Skip Navigation

National Center for Special Education Research


...to address the full range of issues facing children with disbilities, parents of children with disabilities...

Highlights from NCSER (Archive)

NCSER-funded Principal Investigators Receive American Educational Research Association Awards

Doug and Lynn Fuchs (Vanderbilt University) each received Distinguished Contributions to Research in Education Awards at the American Educational Research Association Annual Meeting in April 2014. This prestigious award recognizes outstanding achievement and success in education research. As part of their successful careers, the Fuchs have received numerous IES grants, serving as Principal Investigator and/or co-Principal Investigator on research aimed at improving the reading and math achievement of students with special needs. IES grant projects include the development of a dynamic assessment to predict first graders' math development, evaluating the efficacy of a Response-to-Instruction intervention to strengthen the academic performance of students with concurrent reading and math disabilities, and an evaluation of the effectiveness of a scaled-up peer-assisted learning intervention for improving reading achievement. Lynn Fuchs also serves as co-Principal Investigator on the National Center for Improving Learning of Fractions, focused on improving outcomes for students with math difficulties. In addition, they recently received a 5-year, $10 million award through the Accelerating the Academic Achievement of Students with Learning Disabilities Research Initiative to develop and evaluate the efficacy of math and reading interventions for students with learning disabilities in Grades 35.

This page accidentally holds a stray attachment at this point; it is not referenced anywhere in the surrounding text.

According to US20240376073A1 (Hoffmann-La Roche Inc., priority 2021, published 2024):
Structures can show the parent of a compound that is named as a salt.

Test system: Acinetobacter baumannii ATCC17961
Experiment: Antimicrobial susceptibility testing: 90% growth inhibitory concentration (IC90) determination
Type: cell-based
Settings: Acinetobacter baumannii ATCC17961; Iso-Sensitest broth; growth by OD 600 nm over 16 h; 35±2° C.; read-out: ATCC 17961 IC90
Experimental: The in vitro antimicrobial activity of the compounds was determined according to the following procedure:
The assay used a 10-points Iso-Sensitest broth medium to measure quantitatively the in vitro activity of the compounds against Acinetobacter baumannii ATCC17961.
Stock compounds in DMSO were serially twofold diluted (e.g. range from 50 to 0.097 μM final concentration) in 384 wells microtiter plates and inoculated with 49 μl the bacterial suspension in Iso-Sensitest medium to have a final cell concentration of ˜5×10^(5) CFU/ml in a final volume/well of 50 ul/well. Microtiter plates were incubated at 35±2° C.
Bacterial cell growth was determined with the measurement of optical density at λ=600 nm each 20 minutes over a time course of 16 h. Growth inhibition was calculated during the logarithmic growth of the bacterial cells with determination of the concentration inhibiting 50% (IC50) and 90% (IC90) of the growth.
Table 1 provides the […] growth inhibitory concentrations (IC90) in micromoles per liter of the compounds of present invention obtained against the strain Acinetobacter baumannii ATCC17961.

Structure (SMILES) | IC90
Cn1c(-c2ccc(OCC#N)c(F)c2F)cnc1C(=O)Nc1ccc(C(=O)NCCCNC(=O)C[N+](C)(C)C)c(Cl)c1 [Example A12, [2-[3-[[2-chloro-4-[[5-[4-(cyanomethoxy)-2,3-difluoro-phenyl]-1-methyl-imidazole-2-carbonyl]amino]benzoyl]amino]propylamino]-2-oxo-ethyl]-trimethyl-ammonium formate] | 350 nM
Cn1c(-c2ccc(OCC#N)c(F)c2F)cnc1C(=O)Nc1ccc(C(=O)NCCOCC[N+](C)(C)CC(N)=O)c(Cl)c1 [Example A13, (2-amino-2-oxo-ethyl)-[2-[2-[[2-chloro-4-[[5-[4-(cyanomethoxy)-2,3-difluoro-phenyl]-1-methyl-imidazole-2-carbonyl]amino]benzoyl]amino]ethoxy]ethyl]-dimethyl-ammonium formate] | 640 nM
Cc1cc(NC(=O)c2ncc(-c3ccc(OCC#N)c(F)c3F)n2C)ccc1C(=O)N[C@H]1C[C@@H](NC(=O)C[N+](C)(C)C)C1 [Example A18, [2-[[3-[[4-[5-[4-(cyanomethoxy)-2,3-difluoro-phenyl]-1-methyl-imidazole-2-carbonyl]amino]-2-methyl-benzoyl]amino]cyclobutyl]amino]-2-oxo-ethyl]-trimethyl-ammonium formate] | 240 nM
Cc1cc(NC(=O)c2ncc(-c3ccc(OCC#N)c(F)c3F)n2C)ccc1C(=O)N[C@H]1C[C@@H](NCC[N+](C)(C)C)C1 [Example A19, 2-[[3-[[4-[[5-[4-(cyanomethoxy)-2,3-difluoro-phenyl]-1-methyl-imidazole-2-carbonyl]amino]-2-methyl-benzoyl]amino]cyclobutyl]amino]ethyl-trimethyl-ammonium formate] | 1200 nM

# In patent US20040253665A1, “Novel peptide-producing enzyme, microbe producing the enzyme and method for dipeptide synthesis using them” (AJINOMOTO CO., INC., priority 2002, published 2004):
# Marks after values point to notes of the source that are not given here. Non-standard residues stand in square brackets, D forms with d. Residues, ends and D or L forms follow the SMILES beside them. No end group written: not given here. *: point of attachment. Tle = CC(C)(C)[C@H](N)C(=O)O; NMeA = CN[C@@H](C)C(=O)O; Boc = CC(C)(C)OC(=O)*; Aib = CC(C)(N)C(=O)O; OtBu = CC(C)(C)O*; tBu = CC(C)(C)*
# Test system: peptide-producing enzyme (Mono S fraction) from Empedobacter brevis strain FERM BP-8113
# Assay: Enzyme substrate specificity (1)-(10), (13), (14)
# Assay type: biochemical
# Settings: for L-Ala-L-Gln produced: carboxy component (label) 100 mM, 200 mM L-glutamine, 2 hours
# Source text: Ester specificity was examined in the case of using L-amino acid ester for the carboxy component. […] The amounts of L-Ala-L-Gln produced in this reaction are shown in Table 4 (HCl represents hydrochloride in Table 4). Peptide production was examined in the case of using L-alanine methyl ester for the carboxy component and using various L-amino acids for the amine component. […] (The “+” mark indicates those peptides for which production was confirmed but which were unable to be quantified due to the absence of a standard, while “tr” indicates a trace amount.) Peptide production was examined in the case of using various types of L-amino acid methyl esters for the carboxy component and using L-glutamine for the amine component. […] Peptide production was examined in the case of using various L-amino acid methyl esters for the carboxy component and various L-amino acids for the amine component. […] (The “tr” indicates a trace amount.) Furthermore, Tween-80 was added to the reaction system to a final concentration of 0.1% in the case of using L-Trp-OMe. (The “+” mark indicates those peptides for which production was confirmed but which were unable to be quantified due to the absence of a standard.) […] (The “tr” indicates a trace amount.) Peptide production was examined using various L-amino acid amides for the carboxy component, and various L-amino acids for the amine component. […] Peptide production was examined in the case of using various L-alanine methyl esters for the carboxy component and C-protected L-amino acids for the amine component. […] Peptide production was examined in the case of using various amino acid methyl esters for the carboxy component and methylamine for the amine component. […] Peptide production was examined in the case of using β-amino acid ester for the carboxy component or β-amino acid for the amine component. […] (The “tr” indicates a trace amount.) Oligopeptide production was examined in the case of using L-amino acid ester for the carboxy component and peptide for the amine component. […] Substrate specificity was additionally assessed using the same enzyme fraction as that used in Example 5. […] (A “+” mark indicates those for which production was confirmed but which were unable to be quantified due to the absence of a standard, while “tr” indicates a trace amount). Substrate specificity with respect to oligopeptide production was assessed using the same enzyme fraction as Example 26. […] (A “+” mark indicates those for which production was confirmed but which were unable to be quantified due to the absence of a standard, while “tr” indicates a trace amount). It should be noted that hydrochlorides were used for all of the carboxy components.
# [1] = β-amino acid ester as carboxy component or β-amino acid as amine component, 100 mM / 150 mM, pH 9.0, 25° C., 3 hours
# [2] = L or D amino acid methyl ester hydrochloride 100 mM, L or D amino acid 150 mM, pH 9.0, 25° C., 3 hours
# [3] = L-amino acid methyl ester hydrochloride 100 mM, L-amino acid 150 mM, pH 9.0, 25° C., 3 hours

Two NCSER-funded Investigators Receive Awards from the Council for Exceptional Children
At the annual Council for Exceptional Children (CEC) Convention and Expo in April 2014, Kathleen Lynne Lane (University of Kansas) was awarded the CEC Special Education Research Award. This award recognizes an individual or team whose research has made significant contributions to the education of children and youth with exceptionalities. Lane served as Principal Investigator (PI) for a 2006 NCSER grant in which she developed a self-regulatory intervention to improve the writing skills and classroom behavior of students at high risk for serious behavior disorders.

Ann Kaiser (Vanderbilt University) was awarded the CEC J.E. Wallace Wallin Special Education Lifetime Achievement Award. This award honors significant, lifelong professional contributions to the education of children and youth with exceptionalities. Kaiser was the PI on a 2006 NCSER award to examine the differential effects of three approaches to improving language and literacy skills for very high risk children enrolled in Head Start. With current NCSER funding, she is examining the efficacy of a treatment implemented by a therapist and parent, Enhanced Milieu Teaching, on young children with significant delays in expressive and receptive language.